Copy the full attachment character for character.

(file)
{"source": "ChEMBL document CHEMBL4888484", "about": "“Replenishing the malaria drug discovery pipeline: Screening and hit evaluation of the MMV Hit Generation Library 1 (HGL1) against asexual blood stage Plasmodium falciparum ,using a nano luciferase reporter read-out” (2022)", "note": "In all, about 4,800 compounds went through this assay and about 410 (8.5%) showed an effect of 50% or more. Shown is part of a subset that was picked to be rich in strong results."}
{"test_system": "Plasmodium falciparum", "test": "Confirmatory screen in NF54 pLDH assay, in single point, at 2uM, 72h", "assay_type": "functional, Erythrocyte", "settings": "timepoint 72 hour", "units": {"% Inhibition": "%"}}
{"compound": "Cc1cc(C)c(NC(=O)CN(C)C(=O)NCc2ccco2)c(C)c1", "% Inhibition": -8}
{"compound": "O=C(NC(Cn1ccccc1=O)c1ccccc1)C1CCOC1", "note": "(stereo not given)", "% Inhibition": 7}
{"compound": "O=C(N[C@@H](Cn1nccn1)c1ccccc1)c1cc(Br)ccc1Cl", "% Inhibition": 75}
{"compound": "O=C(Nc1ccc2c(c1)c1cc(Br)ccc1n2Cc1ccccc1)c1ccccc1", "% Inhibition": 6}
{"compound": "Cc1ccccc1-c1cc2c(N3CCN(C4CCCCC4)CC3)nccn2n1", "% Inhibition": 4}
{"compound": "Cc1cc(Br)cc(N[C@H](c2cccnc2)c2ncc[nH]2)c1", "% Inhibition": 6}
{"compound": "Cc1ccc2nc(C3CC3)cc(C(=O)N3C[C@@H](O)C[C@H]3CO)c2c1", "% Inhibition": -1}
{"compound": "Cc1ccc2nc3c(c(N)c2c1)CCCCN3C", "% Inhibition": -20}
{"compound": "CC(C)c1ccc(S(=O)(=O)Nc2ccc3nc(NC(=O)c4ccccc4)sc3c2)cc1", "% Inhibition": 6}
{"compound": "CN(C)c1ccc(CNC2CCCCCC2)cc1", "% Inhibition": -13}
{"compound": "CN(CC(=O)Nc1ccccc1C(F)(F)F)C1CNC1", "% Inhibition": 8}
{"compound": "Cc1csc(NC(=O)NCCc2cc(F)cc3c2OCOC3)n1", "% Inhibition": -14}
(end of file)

{"source": "ChEMBL document CHEMBL4888484", "about": "“Replenishing the malaria drug discovery pipeline: Screening and hit evaluation of the MMV Hit Generation Library 1 (HGL1) against asexual blood stage Plasmodium falciparum ,using a nano luciferase reporter read-out” (2022)", "note": "In all, about 4,800 compounds went through this assay and about 410 (8.5%) showed an effect of 50% or more. Shown is part of a subset that was picked to be rich in strong results."}
{"test_system": "Plasmodium falciparum", "test": "Confirmatory screen in NF54 pLDH assay, in single point, at 2uM, 72h", "assay_type": "functional, Erythrocyte", "settings": "timepoint 72 hour", "units": {"% Inhibition": "%"}}
{"compound": "Cc1cc(C)c(NC(=O)CN(C)C(=O)NCc2ccco2)c(C)c1", "% Inhibition": -8}
{"compound": "O=C(NC(Cn1ccccc1=O)c1ccccc1)C1CCOC1", "note": "(stereo not given)", "% Inhibition": 7}
{"compound": "O=C(N[C@@H](Cn1nccn1)c1ccccc1)c1cc(Br)ccc1Cl", "% Inhibition": 75}
{"compound": "O=C(Nc1ccc2c(c1)c1cc(Br)ccc1n2Cc1ccccc1)c1ccccc1", "% Inhibition": 6}
{"compound": "Cc1ccccc1-c1cc2c(N3CCN(C4CCCCC4)CC3)nccn2n1", "% Inhibition": 4}
{"compound": "Cc1cc(Br)cc(N[C@H](c2cccnc2)c2ncc[nH]2)c1", "% Inhibition": 6}
{"compound": "Cc1ccc2nc(C3CC3)cc(C(=O)N3C[C@@H](O)C[C@H]3CO)c2c1", "% Inhibition": -1}
{"compound": "Cc1ccc2nc3c(c(N)c2c1)CCCCN3C", "% Inhibition": -20}
{"compound": "CC(C)c1ccc(S(=O)(=O)Nc2ccc3nc(NC(=O)c4ccccc4)sc3c2)cc1", "% Inhibition": 6}
{"compound": "CN(C)c1ccc(CNC2CCCCCC2)cc1", "% Inhibition": -13}
{"compound": "CN(CC(=O)Nc1ccccc1C(F)(F)F)C1CNC1", "% Inhibition": 8}
{"compound": "Cc1csc(NC(=O)NCCc2cc(F)cc3c2OCOC3)n1", "% Inhibition": -14}